The Mac displays a System Extension Blocked message when you attempt to launch VMware Remote Console on macOS 10.13 or later versions.

    Workaround: As a user with administrator privileges, go to System Preferences > Security > Privacy. Under the General tab, near the bottom, you see a message about VMware software being blocked. Click Allow. For more information, see Knowledge Base Article 2151770.

  • Some device operations are not supported on macOS.

    When you access virtual machines using the VMware Remote Console macOS client, you cannot perform certain device operations. For example, you cannot add new devices or display sound card settings. The specific operations are noted in the documentation.

    Workaround: None.

  • VMware Remote Console and VMware Workstation cannot be installed on the same computer.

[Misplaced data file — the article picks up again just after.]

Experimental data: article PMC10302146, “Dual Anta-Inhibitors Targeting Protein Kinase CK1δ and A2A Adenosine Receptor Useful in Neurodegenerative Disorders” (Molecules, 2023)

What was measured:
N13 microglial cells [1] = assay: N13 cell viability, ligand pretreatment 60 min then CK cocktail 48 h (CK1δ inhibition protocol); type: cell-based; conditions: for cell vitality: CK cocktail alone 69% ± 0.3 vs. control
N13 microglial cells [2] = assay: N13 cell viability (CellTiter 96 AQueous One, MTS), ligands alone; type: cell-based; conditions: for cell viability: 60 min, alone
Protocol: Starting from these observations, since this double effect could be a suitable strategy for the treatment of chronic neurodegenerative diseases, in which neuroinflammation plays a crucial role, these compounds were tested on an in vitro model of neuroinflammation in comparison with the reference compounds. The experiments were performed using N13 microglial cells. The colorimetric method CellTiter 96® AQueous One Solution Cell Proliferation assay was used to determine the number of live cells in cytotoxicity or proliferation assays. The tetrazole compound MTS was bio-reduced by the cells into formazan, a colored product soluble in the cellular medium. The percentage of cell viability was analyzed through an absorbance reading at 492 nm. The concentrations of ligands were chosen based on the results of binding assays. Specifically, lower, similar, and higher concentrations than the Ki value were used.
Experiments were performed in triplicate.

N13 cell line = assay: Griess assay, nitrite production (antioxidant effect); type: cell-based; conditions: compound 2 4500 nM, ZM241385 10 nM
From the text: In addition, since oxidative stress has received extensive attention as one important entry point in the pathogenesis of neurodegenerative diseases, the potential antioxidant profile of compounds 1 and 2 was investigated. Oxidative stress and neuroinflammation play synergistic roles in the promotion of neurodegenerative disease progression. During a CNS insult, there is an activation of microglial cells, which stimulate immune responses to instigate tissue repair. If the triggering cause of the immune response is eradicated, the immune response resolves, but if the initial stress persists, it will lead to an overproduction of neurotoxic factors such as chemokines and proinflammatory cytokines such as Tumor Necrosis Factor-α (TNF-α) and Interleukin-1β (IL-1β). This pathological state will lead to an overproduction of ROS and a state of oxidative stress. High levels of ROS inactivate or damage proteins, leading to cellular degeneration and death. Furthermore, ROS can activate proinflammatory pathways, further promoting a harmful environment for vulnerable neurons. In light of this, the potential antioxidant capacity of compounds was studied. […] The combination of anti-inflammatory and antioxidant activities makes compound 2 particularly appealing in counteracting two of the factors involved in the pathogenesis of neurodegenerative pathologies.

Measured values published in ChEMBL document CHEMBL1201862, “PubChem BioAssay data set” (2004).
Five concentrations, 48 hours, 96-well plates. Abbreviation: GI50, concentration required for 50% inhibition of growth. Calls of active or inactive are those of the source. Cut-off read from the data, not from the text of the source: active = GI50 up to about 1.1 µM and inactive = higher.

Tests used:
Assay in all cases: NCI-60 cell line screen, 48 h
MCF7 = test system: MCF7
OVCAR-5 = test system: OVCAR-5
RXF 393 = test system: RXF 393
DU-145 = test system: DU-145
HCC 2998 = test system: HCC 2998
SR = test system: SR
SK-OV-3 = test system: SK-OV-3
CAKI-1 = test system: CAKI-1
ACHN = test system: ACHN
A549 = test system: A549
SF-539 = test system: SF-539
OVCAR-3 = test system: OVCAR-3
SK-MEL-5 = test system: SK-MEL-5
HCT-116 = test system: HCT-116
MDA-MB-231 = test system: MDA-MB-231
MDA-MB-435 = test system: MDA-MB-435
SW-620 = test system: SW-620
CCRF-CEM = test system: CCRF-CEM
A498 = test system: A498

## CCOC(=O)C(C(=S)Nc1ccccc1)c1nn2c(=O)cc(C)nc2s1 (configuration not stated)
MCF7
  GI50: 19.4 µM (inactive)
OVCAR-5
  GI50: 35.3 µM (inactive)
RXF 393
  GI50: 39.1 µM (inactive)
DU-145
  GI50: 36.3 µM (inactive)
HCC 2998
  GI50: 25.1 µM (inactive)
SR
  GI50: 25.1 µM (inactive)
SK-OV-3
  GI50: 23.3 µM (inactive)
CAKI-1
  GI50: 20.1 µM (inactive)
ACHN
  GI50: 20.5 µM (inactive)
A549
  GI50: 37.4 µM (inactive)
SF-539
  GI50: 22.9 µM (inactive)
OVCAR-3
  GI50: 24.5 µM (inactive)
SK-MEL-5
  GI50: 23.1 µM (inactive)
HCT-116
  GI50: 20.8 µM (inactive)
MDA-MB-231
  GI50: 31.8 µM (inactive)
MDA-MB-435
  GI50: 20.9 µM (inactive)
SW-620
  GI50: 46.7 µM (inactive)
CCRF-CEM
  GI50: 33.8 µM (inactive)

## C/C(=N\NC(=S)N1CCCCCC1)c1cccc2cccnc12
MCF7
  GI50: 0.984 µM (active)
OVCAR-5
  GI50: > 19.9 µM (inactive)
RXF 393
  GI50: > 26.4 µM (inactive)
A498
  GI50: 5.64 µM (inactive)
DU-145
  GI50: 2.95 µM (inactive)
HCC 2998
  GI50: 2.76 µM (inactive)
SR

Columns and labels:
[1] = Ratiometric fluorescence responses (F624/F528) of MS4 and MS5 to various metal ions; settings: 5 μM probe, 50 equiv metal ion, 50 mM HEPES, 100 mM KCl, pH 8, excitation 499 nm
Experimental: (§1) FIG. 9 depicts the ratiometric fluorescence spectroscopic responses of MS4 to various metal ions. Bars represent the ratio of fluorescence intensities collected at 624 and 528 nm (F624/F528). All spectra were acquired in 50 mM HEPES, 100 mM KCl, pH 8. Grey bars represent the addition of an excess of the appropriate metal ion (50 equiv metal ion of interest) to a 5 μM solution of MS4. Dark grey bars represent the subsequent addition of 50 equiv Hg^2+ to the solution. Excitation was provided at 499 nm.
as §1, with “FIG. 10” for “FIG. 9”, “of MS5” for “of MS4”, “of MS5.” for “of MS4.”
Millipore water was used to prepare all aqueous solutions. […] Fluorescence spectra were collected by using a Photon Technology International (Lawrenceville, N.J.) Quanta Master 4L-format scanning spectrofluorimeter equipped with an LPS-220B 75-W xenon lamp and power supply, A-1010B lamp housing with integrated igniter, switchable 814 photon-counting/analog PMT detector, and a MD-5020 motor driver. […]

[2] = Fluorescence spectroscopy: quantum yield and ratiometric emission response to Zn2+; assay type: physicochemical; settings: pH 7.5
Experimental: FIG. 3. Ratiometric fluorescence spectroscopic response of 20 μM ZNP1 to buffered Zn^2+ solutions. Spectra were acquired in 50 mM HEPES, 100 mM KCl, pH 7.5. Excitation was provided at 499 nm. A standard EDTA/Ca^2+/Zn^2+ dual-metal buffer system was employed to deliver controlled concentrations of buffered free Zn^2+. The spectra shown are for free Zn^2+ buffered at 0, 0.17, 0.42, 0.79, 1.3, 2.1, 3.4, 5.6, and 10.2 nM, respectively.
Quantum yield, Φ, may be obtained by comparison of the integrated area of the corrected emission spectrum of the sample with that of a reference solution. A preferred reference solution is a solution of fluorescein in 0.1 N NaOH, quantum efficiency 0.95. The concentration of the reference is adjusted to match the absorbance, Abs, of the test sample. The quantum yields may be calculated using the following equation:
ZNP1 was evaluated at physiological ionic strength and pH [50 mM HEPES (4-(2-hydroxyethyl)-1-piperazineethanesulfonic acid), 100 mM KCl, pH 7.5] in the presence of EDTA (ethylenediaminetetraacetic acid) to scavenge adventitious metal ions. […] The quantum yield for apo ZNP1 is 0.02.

Because certain components are shared between VMware Remote Console and VMware Workstation, these products cannot both be installed on the same Linux machine.

    Workaround: None.

  • VMware Remote Console automatically closes when the virtual machine is powered off.

    When you power off a virtual machine that is being accessed by the VMware Remote Console Linux client, the client automatically closes. You cannot perform operations on the powered-off virtual machine through VMware Remote Console.

    Workaround: None.

  • Virtual machines automatically power on.

    When you access a powered-off virtual machine with VMware Remote Console, the virtual machine is automatically powered on.

    Workaround: None. If you need to perform operations on a powered-off virtual machine through VMware Remote Console, power off the virtual machine after accessing it.